'They will save lives': Hamilton donates 2 fire trucks to northwestern Ontario First Nations
Surplus pumpers will replace 40-year-old vehicles in Couchiching and Nigigoonsiminikaaning
The city of Hamilton has donated a pair of surplus fire trucks to Couchiching and Nigigoonsiminikaaning First Nations in northwestern Ontario.
The pumpers, which are 1997 Freightliner three-person commercial cab vehicles with a 1,350 gallon water tank and a 420 gallon per-minute-pump, are a welcome addition to both communities.
The fire truck currently in use in Nigigoonsiminikaaning — a community of about 400 people, located 300 kilometres west of Thunder Bay — is nearly double that age, said Chief Will Windigo.
New pumpers are 'a huge relief'
"We do try our best to make it workable but anything goes wrong with it mechanically, it's hard to find the parts," Windigo continued. "It's very challenging to keep that one in operation."
In fact, the chief and band council had just prioritized getting a new pumper, when he was told about Hamilton's offer.
"It was such a huge relief to receive such a phone call ... just to be thought of like that," he said.
Christine Jourdain, the acting executive director of Couchiching First Nation, said she is also encouraged by the donation and the connections it has created. Couchiching is roughly 350 kilometres west of Thunder Bay.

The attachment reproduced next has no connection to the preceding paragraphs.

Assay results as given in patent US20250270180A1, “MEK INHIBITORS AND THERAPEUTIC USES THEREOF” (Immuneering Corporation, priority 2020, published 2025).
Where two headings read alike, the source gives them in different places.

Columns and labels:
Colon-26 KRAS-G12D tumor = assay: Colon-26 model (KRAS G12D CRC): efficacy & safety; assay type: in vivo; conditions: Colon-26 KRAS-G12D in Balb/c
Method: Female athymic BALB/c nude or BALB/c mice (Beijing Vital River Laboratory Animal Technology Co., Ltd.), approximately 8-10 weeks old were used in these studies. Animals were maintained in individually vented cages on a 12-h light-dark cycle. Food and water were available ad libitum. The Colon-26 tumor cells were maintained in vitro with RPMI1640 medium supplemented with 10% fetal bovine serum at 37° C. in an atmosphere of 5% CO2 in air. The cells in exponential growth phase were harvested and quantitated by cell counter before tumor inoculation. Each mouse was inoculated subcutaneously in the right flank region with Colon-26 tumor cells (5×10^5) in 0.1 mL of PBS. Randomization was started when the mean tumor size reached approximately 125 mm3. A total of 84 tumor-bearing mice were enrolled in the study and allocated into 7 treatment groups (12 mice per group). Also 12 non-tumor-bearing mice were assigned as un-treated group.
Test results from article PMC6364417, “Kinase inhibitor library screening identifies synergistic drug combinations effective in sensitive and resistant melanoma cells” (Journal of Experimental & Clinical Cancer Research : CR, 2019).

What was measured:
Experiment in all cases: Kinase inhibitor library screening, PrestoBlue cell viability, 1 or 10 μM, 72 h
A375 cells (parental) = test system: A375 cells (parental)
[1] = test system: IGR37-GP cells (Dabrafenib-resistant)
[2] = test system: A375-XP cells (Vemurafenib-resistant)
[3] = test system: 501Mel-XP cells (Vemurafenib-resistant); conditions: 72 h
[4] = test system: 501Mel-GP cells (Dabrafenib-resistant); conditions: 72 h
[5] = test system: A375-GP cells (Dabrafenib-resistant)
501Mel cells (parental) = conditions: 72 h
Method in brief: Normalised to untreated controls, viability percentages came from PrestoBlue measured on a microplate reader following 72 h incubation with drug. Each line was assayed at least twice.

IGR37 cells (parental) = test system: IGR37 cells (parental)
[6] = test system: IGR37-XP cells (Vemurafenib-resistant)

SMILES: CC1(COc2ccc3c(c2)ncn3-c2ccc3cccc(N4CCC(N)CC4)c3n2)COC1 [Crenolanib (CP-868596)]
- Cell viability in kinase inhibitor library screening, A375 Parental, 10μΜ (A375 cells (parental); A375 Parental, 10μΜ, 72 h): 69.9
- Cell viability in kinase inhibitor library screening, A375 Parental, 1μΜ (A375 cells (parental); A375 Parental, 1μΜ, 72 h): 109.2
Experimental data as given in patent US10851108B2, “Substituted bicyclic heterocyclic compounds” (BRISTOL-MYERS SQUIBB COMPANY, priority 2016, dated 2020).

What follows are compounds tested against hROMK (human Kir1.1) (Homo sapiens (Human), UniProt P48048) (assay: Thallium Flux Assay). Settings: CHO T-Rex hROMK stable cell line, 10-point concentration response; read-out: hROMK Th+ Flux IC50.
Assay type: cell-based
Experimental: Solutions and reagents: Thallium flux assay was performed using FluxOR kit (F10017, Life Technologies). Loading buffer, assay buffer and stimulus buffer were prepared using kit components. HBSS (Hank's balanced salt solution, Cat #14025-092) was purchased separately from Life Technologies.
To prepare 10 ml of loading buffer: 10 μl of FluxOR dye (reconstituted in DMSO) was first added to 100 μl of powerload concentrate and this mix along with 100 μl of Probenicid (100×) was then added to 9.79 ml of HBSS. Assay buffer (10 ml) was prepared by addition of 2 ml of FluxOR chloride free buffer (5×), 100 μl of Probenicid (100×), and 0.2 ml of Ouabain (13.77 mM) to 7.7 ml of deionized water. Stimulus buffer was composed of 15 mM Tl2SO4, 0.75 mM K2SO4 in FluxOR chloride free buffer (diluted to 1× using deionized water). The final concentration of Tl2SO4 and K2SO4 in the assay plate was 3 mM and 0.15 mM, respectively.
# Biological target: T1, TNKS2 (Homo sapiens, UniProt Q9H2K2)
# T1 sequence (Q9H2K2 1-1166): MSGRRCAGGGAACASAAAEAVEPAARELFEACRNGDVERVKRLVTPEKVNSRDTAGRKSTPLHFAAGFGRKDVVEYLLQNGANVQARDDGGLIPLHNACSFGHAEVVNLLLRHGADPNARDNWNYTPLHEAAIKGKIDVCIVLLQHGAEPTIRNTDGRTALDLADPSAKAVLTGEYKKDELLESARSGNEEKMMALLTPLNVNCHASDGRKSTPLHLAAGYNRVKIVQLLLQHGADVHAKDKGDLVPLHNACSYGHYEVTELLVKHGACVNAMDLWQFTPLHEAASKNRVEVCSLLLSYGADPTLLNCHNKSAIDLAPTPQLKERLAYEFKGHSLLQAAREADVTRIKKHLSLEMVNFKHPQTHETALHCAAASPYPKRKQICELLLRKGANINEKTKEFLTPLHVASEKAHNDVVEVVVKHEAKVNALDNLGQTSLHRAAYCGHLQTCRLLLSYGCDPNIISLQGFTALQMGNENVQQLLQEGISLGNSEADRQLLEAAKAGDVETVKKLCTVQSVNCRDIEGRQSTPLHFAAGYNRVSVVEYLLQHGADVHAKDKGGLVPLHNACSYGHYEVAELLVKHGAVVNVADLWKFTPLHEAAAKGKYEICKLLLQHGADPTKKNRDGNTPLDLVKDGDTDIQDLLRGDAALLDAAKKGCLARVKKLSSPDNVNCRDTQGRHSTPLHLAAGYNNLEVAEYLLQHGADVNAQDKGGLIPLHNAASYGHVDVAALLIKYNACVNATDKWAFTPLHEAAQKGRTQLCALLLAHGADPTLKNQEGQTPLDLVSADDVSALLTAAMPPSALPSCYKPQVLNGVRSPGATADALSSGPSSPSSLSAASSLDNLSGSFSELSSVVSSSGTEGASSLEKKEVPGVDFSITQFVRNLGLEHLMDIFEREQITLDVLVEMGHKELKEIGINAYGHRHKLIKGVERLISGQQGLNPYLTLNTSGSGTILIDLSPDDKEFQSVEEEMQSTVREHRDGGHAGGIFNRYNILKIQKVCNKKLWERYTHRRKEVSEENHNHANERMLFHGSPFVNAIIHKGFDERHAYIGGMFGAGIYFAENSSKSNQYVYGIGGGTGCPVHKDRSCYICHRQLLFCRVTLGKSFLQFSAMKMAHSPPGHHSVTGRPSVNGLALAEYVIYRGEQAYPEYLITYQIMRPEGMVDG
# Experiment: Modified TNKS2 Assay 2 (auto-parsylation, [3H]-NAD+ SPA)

'Step in the right direction'
"It shows us they're out there thinking of us, so I think it's a step in the right direction, where it's going to hopefully open more doors and build more bridges," Jourdain said.
Her community has seen an increase in residential fires in recent years, according to the long-time volunteer firefighter, whose father actually started the local service back in 1973.
That increase is concerning because currently, the First Nation has only three fire trucks, one of them dating back to 1978 and another purchased in 2006 for "a lot of money."
Jourdain said the community figured it would be at least a decade before they could afford to update their fleet, but now "we'll have two pretty good trucks with the amount of water needed to be able to fight the fires," she said.
Hamilton had to retire the pumpers in order to meet insurance standards, said Dave Cunliffe, the fire chief in the southern Ontario city.
He explained that urban fire departments replace equipment based on a standard put-out by the Fire Underwriters of Canada, the agency which grades fire services for the insurance industry.
But Cunliffe knew the trucks were still in good condition. He teamed up with the senior project manager of Hamilton's Urban Indigenous Strategy and together they reached out to the Office of the Ontario Fire Marshal, which oversees the Northern Ontario Fire Protection Program, about the possibility of donating the vehicles.
'They will save lives'
"For me, it's like seeing your children grow up and now they're moving on to the next phase of their journey and Hamilton's going to pass the torch of these two trucks to the fire chiefs and firefighters within these two communities and I know they will save lives and for me it doesn't get any better," said Cunliffe.
The Ontario Chief Coroner has announced that it is launching an investigation after nearly 60 people have died in dozens of residential fires in Indigenous communities in the past decade.
Many First Nations leaders have spoken out about the need for better firefighting equipment but also the lack of funding to buy it.
You can hear the full story about these fire trucks from CBC's Superior Morning here.